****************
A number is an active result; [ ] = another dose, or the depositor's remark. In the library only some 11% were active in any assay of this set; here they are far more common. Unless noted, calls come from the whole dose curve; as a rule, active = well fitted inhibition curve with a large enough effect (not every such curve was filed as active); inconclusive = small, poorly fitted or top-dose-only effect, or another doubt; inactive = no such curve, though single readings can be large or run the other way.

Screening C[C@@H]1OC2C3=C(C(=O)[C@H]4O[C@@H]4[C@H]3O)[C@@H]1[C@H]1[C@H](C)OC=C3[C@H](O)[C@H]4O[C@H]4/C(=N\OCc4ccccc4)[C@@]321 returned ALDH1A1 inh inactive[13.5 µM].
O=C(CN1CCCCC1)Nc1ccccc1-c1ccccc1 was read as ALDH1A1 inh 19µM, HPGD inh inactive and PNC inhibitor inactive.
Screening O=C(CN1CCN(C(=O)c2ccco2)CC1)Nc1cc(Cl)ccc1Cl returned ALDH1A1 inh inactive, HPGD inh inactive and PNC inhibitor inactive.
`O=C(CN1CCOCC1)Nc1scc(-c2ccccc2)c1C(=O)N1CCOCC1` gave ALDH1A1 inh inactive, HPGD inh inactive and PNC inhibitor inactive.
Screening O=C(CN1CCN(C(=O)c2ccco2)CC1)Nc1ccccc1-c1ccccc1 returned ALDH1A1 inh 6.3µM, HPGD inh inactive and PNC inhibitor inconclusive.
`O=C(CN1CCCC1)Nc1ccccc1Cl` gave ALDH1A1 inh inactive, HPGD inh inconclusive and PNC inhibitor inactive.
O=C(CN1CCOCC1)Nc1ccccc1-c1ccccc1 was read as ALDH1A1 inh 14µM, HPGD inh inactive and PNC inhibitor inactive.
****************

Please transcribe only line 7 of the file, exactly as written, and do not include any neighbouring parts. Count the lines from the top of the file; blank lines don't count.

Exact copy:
`O=C(CN1CCCC1)Nc1ccccc1Cl` gave ALDH1A1 inh inactive, HPGD inh inconclusive and PNC inhibitor inactive.